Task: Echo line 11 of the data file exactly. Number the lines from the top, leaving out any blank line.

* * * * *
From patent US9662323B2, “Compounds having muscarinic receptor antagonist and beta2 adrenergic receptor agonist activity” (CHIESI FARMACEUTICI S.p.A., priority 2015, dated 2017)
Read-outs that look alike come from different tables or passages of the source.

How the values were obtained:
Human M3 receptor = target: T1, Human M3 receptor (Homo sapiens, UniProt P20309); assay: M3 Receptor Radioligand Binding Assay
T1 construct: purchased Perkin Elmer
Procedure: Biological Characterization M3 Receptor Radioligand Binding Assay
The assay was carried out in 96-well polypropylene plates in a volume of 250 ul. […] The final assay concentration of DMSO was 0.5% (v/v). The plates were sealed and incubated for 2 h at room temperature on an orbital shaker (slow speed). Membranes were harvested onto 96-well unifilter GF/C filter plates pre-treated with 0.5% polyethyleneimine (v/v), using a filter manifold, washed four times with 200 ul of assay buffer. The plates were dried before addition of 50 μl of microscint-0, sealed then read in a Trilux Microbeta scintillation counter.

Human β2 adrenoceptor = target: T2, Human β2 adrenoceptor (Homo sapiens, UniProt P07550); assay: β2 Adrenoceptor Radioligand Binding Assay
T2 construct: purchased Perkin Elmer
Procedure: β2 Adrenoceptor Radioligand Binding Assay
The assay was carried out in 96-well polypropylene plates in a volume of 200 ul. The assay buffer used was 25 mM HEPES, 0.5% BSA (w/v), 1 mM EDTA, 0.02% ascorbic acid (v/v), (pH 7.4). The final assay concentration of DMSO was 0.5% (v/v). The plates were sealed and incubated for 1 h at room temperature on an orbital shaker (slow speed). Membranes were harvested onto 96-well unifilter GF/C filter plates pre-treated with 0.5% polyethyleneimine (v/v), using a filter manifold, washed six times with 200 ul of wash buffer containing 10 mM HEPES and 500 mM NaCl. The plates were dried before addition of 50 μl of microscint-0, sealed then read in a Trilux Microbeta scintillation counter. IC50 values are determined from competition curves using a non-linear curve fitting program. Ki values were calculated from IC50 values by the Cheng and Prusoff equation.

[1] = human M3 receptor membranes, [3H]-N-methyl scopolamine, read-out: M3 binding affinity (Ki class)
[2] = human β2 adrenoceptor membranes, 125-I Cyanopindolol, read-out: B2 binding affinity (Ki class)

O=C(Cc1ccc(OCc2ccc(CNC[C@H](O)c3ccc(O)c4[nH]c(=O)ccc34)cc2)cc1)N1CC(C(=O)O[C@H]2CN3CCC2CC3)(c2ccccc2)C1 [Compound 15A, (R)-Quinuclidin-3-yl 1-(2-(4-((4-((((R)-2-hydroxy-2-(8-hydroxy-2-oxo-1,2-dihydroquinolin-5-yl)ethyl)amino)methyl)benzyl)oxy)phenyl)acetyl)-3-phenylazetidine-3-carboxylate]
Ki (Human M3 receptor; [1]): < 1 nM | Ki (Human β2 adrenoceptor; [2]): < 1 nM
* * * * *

The assay was carried out in 96-well polypropylene plates in a volume of 200 ul. The assay buffer used was 25 mM HEPES, 0.5% BSA (w/v), 1 mM EDTA, 0.02% ascorbic acid (v/v), (pH 7.4). The final assay concentration of DMSO was 0.5% (v/v). The plates were sealed and incubated for 1 h at room temperature on an orbital shaker (slow speed). Membranes were harvested onto 96-well unifilter GF/C filter plates pre-treated with 0.5% polyethyleneimine (v/v), using a filter manifold, washed six times with 200 ul of wash buffer containing 10 mM HEPES and 500 mM NaCl. The plates were dried before addition of 50 μl of microscint-0, sealed then read in a Trilux Microbeta scintillation counter. IC50 values are determined from competition curves using a non-linear curve fitting program. Ki values were calculated from IC50 values by the Cheng and Prusoff equation.